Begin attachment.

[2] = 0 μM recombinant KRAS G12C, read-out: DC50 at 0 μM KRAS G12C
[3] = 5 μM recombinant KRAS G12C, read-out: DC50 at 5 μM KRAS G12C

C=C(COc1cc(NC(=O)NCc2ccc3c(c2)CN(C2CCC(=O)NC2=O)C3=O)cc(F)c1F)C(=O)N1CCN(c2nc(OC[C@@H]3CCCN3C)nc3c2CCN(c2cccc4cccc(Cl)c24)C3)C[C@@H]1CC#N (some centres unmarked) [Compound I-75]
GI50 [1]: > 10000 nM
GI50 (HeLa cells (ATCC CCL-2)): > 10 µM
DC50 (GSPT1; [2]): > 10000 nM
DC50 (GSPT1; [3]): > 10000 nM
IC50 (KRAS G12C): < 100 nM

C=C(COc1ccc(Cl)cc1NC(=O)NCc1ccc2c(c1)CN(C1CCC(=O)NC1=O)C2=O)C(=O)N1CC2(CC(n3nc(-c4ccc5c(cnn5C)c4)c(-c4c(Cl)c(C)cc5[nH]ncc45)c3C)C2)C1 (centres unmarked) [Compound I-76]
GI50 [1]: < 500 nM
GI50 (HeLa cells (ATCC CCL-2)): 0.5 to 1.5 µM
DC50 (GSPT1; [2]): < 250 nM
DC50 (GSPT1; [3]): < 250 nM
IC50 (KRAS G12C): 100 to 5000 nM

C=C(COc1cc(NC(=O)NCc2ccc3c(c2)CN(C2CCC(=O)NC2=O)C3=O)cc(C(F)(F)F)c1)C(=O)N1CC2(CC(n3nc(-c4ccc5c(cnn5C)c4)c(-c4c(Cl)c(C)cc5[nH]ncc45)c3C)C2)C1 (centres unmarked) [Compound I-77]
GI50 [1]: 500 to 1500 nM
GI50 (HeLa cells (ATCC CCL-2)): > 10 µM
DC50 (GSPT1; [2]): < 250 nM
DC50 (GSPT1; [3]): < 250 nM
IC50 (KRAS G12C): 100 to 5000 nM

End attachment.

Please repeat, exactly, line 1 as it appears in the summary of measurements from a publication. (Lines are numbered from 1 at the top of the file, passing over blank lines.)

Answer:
[2] = 0 μM recombinant KRAS G12C, read-out: DC50 at 0 μM KRAS G12C